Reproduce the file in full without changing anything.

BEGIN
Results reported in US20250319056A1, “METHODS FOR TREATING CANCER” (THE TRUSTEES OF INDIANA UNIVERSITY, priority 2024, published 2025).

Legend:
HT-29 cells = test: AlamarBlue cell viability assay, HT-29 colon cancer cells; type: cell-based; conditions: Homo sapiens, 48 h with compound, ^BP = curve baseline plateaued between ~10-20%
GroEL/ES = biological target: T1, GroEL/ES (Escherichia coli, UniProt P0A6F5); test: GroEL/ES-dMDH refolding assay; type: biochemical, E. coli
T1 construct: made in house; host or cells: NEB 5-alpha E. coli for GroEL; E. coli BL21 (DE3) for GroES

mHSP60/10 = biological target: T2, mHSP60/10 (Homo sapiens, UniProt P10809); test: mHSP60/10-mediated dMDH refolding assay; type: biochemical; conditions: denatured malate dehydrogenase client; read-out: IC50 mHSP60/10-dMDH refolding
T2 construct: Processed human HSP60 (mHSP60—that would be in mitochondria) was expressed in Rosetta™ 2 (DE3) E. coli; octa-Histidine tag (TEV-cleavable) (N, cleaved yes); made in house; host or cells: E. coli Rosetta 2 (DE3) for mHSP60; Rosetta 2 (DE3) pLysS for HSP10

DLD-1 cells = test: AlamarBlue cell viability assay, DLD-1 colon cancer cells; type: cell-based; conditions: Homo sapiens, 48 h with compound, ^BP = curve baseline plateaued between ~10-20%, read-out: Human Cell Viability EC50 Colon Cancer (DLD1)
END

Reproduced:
Results reported in US20250319056A1, “METHODS FOR TREATING CANCER” (THE TRUSTEES OF INDIANA UNIVERSITY, priority 2024, published 2025).

Legend:
HT-29 cells = test: AlamarBlue cell viability assay, HT-29 colon cancer cells; type: cell-based; conditions: Homo sapiens, 48 h with compound, ^BP = curve baseline plateaued between ~10-20%
GroEL/ES = biological target: T1, GroEL/ES (Escherichia coli, UniProt P0A6F5); test: GroEL/ES-dMDH refolding assay; type: biochemical, E. coli
T1 construct: made in house; host or cells: NEB 5-alpha E. coli for GroEL; E. coli BL21 (DE3) for GroES

mHSP60/10 = biological target: T2, mHSP60/10 (Homo sapiens, UniProt P10809); test: mHSP60/10-mediated dMDH refolding assay; type: biochemical; conditions: denatured malate dehydrogenase client; read-out: IC50 mHSP60/10-dMDH refolding
T2 construct: Processed human HSP60 (mHSP60—that would be in mitochondria) was expressed in Rosetta™ 2 (DE3) E. coli; octa-Histidine tag (TEV-cleavable) (N, cleaved yes); made in house; host or cells: E. coli Rosetta 2 (DE3) for mHSP60; Rosetta 2 (DE3) pLysS for HSP10

DLD-1 cells = test: AlamarBlue cell viability assay, DLD-1 colon cancer cells; type: cell-based; conditions: Homo sapiens, 48 h with compound, ^BP = curve baseline plateaued between ~10-20%, read-out: Human Cell Viability EC50 Colon Cancer (DLD1)